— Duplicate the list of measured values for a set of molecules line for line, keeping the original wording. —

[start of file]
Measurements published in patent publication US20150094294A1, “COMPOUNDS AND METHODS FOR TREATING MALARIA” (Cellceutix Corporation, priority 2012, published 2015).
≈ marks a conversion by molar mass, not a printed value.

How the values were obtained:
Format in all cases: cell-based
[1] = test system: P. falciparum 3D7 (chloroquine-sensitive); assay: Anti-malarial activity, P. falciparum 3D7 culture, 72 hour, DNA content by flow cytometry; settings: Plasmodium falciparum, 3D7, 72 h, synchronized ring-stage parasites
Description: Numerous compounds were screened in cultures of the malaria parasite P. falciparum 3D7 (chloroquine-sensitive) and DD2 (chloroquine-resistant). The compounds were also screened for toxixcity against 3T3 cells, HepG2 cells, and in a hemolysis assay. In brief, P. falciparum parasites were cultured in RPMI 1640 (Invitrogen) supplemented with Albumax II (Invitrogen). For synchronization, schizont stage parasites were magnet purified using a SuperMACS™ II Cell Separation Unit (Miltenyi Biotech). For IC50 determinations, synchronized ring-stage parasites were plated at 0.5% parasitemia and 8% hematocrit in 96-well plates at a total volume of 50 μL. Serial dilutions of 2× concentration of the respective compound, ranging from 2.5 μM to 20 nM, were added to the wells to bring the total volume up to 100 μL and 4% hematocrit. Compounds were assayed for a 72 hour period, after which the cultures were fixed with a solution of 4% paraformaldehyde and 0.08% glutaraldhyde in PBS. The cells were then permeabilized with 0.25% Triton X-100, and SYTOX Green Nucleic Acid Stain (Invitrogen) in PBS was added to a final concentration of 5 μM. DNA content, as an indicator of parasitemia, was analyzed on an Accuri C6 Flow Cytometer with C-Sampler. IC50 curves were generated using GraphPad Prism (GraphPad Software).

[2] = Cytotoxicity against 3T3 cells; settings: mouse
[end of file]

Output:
Measurements published in patent publication US20150094294A1, “COMPOUNDS AND METHODS FOR TREATING MALARIA” (Cellceutix Corporation, priority 2012, published 2015).
≈ marks a conversion by molar mass, not a printed value.

How the values were obtained:
Format in all cases: cell-based
[1] = test system: P. falciparum 3D7 (chloroquine-sensitive); assay: Anti-malarial activity, P. falciparum 3D7 culture, 72 hour, DNA content by flow cytometry; settings: Plasmodium falciparum, 3D7, 72 h, synchronized ring-stage parasites
Description: Numerous compounds were screened in cultures of the malaria parasite P. falciparum 3D7 (chloroquine-sensitive) and DD2 (chloroquine-resistant). The compounds were also screened for toxixcity against 3T3 cells, HepG2 cells, and in a hemolysis assay. In brief, P. falciparum parasites were cultured in RPMI 1640 (Invitrogen) supplemented with Albumax II (Invitrogen). For synchronization, schizont stage parasites were magnet purified using a SuperMACS™ II Cell Separation Unit (Miltenyi Biotech). For IC50 determinations, synchronized ring-stage parasites were plated at 0.5% parasitemia and 8% hematocrit in 96-well plates at a total volume of 50 μL. Serial dilutions of 2× concentration of the respective compound, ranging from 2.5 μM to 20 nM, were added to the wells to bring the total volume up to 100 μL and 4% hematocrit. Compounds were assayed for a 72 hour period, after which the cultures were fixed with a solution of 4% paraformaldehyde and 0.08% glutaraldhyde in PBS. The cells were then permeabilized with 0.25% Triton X-100, and SYTOX Green Nucleic Acid Stain (Invitrogen) in PBS was added to a final concentration of 5 μM. DNA content, as an indicator of parasitemia, was analyzed on an Accuri C6 Flow Cytometer with C-Sampler. IC50 curves were generated using GraphPad Prism (GraphPad Software).

[2] = Cytotoxicity against 3T3 cells; settings: mouse